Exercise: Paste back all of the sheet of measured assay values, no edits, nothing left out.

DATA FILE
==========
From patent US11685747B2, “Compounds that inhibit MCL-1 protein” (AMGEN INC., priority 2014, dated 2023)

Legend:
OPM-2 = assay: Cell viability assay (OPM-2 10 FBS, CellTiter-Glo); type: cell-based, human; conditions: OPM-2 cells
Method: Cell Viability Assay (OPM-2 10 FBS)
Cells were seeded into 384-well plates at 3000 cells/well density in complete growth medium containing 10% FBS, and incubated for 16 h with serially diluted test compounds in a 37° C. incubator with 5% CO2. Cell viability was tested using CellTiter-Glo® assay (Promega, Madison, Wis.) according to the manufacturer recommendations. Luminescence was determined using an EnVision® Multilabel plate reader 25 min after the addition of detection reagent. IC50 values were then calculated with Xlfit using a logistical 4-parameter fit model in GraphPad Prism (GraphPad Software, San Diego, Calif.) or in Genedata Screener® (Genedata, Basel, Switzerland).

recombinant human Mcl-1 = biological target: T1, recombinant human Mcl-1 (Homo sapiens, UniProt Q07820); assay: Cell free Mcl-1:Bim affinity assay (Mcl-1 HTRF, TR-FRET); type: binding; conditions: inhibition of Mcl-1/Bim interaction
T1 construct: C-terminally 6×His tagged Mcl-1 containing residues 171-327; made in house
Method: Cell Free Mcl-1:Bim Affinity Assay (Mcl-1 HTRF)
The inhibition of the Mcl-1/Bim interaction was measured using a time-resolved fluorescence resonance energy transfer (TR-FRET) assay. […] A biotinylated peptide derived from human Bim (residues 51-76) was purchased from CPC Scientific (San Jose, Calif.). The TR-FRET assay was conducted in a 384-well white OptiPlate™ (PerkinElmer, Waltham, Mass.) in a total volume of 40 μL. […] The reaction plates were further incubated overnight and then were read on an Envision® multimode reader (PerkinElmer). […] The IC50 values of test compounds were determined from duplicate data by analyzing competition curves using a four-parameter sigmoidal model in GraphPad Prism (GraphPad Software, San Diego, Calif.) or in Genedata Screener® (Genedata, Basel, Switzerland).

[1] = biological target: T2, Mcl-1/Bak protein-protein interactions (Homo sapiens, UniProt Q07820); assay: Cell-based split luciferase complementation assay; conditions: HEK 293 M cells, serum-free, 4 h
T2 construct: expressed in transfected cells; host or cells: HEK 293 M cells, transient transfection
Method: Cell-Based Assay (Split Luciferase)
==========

From patent US11685747B2, “Compounds that inhibit MCL-1 protein” (AMGEN INC., priority 2014, dated 2023)

Legend:
OPM-2 = assay: Cell viability assay (OPM-2 10 FBS, CellTiter-Glo); type: cell-based, human; conditions: OPM-2 cells
Method: Cell Viability Assay (OPM-2 10 FBS)
Cells were seeded into 384-well plates at 3000 cells/well density in complete growth medium containing 10% FBS, and incubated for 16 h with serially diluted test compounds in a 37° C. incubator with 5% CO2. Cell viability was tested using CellTiter-Glo® assay (Promega, Madison, Wis.) according to the manufacturer recommendations. Luminescence was determined using an EnVision® Multilabel plate reader 25 min after the addition of detection reagent. IC50 values were then calculated with Xlfit using a logistical 4-parameter fit model in GraphPad Prism (GraphPad Software, San Diego, Calif.) or in Genedata Screener® (Genedata, Basel, Switzerland).

recombinant human Mcl-1 = biological target: T1, recombinant human Mcl-1 (Homo sapiens, UniProt Q07820); assay: Cell free Mcl-1:Bim affinity assay (Mcl-1 HTRF, TR-FRET); type: binding; conditions: inhibition of Mcl-1/Bim interaction
T1 construct: C-terminally 6×His tagged Mcl-1 containing residues 171-327; made in house
Method: Cell Free Mcl-1:Bim Affinity Assay (Mcl-1 HTRF)
The inhibition of the Mcl-1/Bim interaction was measured using a time-resolved fluorescence resonance energy transfer (TR-FRET) assay. […] A biotinylated peptide derived from human Bim (residues 51-76) was purchased from CPC Scientific (San Jose, Calif.). The TR-FRET assay was conducted in a 384-well white OptiPlate™ (PerkinElmer, Waltham, Mass.) in a total volume of 40 μL. […] The reaction plates were further incubated overnight and then were read on an Envision® multimode reader (PerkinElmer). […] The IC50 values of test compounds were determined from duplicate data by analyzing competition curves using a four-parameter sigmoidal model in GraphPad Prism (GraphPad Software, San Diego, Calif.) or in Genedata Screener® (Genedata, Basel, Switzerland).

[1] = biological target: T2, Mcl-1/Bak protein-protein interactions (Homo sapiens, UniProt Q07820); assay: Cell-based split luciferase complementation assay; conditions: HEK 293 M cells, serum-free, 4 h
T2 construct: expressed in transfected cells; host or cells: HEK 293 M cells, transient transfection
Method: Cell-Based Assay (Split Luciferase)